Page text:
How fiber feeds a healthy gut

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Science  09 Dec 2016:
Vol. 354, Issue 6317, pp. 1246-1247
DOI: 10.1126/science.354.6317.1246-d

Starving bacteria in the gut may turn a beneficial microbial community into one that enhances disease susceptibility. Desai et al. explored the effects of eating adequate dietary fiber in a model in which 14 well-characterized strains of human gut bacteria were inoculated into germfree mice. A diet deficient in fiber increased the abundance of bacteria that digest the polysaccharides in the mucin layer that lines the gut. Thus, instead of helping digest the polysaccharides in dietary fiber, the microbiota attacked the protective layer of the intestinal wall. This allowed an introduced bacterial pathogen to grow and cause lethal colitis. The results may help establish the amounts and types of fiber that best maintain the protective mucin layer in the colon.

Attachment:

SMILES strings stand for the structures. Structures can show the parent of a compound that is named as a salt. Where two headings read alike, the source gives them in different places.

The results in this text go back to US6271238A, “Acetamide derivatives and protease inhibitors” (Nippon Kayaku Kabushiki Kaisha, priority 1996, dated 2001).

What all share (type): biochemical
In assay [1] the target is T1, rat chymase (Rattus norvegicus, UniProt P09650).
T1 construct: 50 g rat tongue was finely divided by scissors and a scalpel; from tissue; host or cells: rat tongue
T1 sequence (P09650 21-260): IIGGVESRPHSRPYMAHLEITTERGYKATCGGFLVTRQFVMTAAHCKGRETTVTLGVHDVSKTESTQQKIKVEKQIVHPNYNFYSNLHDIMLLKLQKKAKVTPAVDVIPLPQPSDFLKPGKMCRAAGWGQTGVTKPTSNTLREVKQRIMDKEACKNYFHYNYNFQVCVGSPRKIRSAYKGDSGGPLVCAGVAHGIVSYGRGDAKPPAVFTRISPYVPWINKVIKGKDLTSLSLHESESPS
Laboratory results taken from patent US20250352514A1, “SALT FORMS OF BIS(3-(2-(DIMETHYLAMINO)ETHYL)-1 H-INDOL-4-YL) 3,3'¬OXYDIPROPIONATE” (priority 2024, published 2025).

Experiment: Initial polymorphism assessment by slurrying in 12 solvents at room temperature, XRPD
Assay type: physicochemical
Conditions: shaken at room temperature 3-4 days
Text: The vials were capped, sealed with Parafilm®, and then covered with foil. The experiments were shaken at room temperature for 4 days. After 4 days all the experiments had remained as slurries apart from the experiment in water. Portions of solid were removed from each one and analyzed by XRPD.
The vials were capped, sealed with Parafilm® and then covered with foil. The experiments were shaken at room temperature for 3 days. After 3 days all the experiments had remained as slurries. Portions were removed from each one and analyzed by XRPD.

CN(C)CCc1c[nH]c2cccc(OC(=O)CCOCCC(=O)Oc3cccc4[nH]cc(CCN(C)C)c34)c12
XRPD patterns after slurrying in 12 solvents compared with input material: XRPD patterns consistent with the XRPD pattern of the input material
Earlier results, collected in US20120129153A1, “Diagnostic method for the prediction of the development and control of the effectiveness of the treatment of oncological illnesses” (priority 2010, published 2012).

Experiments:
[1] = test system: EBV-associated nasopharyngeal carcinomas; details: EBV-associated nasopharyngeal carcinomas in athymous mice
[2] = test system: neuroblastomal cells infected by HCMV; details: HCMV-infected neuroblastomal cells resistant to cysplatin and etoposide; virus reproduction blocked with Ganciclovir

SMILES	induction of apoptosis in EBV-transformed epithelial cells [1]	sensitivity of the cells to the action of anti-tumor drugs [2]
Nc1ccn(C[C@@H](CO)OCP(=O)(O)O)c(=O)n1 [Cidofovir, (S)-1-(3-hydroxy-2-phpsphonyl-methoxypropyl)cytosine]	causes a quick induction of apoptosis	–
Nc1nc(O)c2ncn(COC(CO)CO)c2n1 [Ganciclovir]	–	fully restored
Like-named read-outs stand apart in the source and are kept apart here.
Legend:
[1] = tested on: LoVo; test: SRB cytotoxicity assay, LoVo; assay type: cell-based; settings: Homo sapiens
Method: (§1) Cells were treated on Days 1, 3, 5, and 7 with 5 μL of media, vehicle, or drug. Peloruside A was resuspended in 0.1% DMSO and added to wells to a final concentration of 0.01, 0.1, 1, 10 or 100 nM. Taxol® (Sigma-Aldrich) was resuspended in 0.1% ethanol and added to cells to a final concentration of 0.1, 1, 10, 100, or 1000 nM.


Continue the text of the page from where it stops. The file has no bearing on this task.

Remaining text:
Cell 167, 1339 (2016).

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